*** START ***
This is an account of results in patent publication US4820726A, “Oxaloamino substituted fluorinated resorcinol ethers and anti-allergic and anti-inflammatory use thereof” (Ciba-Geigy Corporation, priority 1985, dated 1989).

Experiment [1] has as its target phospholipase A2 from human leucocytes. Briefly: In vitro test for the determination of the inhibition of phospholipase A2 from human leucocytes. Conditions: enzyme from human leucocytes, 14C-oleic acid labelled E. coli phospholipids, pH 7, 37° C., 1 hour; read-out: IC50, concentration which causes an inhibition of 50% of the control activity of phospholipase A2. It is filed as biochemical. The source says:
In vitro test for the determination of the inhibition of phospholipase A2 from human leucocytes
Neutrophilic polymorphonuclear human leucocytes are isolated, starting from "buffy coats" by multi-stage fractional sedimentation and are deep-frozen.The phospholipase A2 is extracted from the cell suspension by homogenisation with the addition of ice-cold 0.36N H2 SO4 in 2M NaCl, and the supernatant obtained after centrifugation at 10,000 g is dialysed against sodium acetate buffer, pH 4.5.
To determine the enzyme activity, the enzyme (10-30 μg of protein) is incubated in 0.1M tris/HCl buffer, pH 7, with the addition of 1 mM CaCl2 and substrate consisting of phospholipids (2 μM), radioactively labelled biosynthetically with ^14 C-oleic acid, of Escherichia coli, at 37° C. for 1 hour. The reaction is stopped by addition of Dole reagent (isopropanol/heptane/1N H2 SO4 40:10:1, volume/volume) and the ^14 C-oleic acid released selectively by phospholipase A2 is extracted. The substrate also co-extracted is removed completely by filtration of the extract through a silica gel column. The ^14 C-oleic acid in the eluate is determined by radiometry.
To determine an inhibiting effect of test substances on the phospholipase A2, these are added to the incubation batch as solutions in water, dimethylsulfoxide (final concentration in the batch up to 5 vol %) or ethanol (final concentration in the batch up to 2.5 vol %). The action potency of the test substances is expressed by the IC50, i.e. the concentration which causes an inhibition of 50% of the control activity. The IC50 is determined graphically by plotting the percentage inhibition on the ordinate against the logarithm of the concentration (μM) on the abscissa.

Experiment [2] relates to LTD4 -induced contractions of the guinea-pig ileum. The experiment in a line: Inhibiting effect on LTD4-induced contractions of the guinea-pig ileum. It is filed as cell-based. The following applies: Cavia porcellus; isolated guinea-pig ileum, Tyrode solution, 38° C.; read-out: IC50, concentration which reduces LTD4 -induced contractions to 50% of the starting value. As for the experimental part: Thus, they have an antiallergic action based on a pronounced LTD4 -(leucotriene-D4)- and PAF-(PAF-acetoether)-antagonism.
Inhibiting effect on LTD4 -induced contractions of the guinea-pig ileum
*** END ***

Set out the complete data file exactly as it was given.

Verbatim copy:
This is an account of results in patent publication US4820726A, “Oxaloamino substituted fluorinated resorcinol ethers and anti-allergic and anti-inflammatory use thereof” (Ciba-Geigy Corporation, priority 1985, dated 1989).

Experiment [1] has as its target phospholipase A2 from human leucocytes. Briefly: In vitro test for the determination of the inhibition of phospholipase A2 from human leucocytes. Conditions: enzyme from human leucocytes, 14C-oleic acid labelled E. coli phospholipids, pH 7, 37° C., 1 hour; read-out: IC50, concentration which causes an inhibition of 50% of the control activity of phospholipase A2. It is filed as biochemical. The source says:
In vitro test for the determination of the inhibition of phospholipase A2 from human leucocytes
Neutrophilic polymorphonuclear human leucocytes are isolated, starting from "buffy coats" by multi-stage fractional sedimentation and are deep-frozen.The phospholipase A2 is extracted from the cell suspension by homogenisation with the addition of ice-cold 0.36N H2 SO4 in 2M NaCl, and the supernatant obtained after centrifugation at 10,000 g is dialysed against sodium acetate buffer, pH 4.5.
To determine the enzyme activity, the enzyme (10-30 μg of protein) is incubated in 0.1M tris/HCl buffer, pH 7, with the addition of 1 mM CaCl2 and substrate consisting of phospholipids (2 μM), radioactively labelled biosynthetically with ^14 C-oleic acid, of Escherichia coli, at 37° C. for 1 hour. The reaction is stopped by addition of Dole reagent (isopropanol/heptane/1N H2 SO4 40:10:1, volume/volume) and the ^14 C-oleic acid released selectively by phospholipase A2 is extracted. The substrate also co-extracted is removed completely by filtration of the extract through a silica gel column. The ^14 C-oleic acid in the eluate is determined by radiometry.
To determine an inhibiting effect of test substances on the phospholipase A2, these are added to the incubation batch as solutions in water, dimethylsulfoxide (final concentration in the batch up to 5 vol %) or ethanol (final concentration in the batch up to 2.5 vol %). The action potency of the test substances is expressed by the IC50, i.e. the concentration which causes an inhibition of 50% of the control activity. The IC50 is determined graphically by plotting the percentage inhibition on the ordinate against the logarithm of the concentration (μM) on the abscissa.

Experiment [2] relates to LTD4 -induced contractions of the guinea-pig ileum. The experiment in a line: Inhibiting effect on LTD4-induced contractions of the guinea-pig ileum. It is filed as cell-based. The following applies: Cavia porcellus; isolated guinea-pig ileum, Tyrode solution, 38° C.; read-out: IC50, concentration which reduces LTD4 -induced contractions to 50% of the starting value. As for the experimental part: Thus, they have an antiallergic action based on a pronounced LTD4 -(leucotriene-D4)- and PAF-(PAF-acetoether)-antagonism.
Inhibiting effect on LTD4 -induced contractions of the guinea-pig ileum